Audre Lorde died twenty-one years ago today. When I first composed this post, I didn't realize the significance of this day. It's not a coincidence, I'm sure. The spiritual connection that allows black women to strengthen each other can't be broken, even in death.
Last month, I got the thrill of a lifetime with the chance to see a documentary film about Audre Lorde, my activist poet queen, at The New Parkway Theater in Oakland. Audre Lorde: The Berlin Years
was playing as the final feature film in the 2013 International Black Women's Film Festival
, an event designed to combat negative stereotyping of black women in the media by giving space for black women to tell our own stories. As soon as I heard the film festival would be playing this film, I knew it was the place for me.
It's just a movie, I know, but as I headed to the theater, I felt the giddiness of preparing to meet my idol in person. It seemed like the closest thing – when Audre Lorde passed away in 1992, I was a child unaware of her existence, and I have rarely seen evidence of her life in any form other than text. This text has felt, to me, like sacred traces of a mystical woman, echoes of divine footsteps that once walked the earth with us mere mortals. As I've read Audre's poetry, essays, and speeches over the years, I've imagined her as such a human being who is so extraordinary, she may not be human at all. In my mind, Audre Lorde has always been a goddess.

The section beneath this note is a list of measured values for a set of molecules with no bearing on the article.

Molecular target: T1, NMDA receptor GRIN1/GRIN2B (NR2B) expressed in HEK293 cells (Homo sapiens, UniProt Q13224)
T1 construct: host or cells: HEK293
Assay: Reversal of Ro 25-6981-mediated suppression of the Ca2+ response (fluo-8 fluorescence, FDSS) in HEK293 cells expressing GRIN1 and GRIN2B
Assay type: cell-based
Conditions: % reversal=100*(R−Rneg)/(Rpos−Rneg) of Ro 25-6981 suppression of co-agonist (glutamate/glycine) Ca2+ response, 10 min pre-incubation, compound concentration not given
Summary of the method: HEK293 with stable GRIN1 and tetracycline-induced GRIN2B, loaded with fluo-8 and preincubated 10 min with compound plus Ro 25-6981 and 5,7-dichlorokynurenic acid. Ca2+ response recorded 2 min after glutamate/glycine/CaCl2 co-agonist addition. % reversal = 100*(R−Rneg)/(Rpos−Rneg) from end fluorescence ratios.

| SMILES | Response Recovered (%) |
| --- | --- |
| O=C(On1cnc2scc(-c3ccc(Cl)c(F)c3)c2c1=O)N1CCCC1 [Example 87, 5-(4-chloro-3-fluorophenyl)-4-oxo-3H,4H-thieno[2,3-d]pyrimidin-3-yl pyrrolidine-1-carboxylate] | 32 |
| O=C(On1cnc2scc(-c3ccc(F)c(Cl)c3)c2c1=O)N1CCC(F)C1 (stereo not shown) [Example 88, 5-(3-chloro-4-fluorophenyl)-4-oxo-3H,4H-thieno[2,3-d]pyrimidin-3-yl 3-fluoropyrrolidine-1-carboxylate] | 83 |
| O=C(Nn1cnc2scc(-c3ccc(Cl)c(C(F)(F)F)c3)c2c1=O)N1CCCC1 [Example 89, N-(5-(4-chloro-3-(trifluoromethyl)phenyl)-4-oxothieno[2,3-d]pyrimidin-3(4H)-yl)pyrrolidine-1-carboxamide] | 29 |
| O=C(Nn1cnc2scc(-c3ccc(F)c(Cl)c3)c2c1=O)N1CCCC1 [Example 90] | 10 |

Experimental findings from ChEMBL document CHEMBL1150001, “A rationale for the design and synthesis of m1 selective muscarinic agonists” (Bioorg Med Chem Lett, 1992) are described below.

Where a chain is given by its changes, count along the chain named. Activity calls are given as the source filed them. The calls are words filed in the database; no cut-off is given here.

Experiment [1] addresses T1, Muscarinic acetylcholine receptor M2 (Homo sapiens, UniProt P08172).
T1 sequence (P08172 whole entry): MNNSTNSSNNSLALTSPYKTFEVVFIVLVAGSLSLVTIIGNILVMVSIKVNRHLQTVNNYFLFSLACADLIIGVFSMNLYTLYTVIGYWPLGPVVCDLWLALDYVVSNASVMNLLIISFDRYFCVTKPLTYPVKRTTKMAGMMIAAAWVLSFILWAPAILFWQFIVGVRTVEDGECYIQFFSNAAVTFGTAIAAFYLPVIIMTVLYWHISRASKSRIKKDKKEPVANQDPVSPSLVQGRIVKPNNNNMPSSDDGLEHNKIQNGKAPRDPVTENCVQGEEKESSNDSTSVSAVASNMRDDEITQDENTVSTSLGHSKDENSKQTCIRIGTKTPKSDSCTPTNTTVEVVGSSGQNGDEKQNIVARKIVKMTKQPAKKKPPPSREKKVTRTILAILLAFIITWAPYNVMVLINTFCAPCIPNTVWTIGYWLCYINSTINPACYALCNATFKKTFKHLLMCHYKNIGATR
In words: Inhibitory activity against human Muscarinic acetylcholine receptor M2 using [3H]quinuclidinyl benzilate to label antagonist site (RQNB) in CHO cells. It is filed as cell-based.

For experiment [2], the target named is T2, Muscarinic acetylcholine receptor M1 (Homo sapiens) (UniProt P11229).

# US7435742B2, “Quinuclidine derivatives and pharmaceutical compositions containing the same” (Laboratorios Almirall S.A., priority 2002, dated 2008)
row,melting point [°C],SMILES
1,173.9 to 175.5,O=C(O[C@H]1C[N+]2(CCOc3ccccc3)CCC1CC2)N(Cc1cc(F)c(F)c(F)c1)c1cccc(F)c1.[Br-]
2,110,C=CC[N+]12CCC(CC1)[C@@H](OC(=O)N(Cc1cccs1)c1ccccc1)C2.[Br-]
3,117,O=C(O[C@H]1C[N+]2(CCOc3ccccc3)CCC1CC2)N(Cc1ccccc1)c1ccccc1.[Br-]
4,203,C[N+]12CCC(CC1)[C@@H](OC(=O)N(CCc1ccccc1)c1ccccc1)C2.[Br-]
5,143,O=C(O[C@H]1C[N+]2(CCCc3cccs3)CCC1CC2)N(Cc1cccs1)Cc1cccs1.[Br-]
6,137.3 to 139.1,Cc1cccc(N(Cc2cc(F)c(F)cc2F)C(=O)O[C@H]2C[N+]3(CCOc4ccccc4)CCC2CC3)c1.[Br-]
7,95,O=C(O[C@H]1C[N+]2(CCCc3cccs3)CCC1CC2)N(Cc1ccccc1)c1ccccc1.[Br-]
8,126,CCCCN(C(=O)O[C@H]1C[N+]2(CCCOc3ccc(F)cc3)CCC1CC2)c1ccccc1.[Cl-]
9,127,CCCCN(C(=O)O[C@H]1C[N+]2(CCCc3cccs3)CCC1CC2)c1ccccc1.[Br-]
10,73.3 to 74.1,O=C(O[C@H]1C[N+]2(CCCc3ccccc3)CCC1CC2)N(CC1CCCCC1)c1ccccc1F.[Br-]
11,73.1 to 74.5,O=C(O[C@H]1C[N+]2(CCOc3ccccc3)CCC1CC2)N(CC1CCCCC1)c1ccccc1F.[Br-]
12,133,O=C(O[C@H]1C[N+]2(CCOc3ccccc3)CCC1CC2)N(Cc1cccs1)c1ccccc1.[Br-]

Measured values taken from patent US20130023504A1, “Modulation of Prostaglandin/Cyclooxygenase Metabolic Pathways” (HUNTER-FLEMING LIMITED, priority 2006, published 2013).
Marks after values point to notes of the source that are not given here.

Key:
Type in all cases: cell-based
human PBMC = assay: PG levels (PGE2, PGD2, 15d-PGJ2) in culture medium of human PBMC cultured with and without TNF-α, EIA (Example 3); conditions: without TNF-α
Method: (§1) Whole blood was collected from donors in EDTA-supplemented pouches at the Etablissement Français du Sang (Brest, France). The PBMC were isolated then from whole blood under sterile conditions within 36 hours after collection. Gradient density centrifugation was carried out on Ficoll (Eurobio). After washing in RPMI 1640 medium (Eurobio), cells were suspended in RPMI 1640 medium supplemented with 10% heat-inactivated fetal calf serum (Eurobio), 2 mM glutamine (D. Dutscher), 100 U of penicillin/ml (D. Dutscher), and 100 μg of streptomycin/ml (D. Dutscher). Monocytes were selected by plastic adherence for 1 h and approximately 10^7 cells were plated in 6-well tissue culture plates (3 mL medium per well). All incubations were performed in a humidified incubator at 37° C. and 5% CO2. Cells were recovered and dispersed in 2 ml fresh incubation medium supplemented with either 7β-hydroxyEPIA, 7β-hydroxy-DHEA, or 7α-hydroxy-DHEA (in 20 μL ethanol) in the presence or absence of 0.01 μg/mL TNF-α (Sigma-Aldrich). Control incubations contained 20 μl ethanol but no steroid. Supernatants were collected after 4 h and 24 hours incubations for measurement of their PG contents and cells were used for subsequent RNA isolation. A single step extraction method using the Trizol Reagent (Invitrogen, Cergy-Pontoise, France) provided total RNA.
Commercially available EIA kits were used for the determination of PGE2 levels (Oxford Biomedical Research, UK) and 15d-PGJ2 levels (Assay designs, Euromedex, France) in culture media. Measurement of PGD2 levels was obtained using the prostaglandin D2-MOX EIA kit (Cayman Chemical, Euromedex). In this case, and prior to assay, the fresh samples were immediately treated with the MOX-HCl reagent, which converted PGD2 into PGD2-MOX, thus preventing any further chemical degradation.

It remains true that Audre's spirit is divine and eternal. But the film showed many things, and perhaps most of all, it showed her humanity. Would a goddess walk through parks with friends, or laugh, or dance? Would she face the struggle of a cancer diagnosis? Would she endure the gentle teasing of her loving life partner? Maybe. But it's possible for any person, including me, to experience such things. Any of us could live our lives as she lived hers, with love and poetry as social action, with the capacity to change the world around us.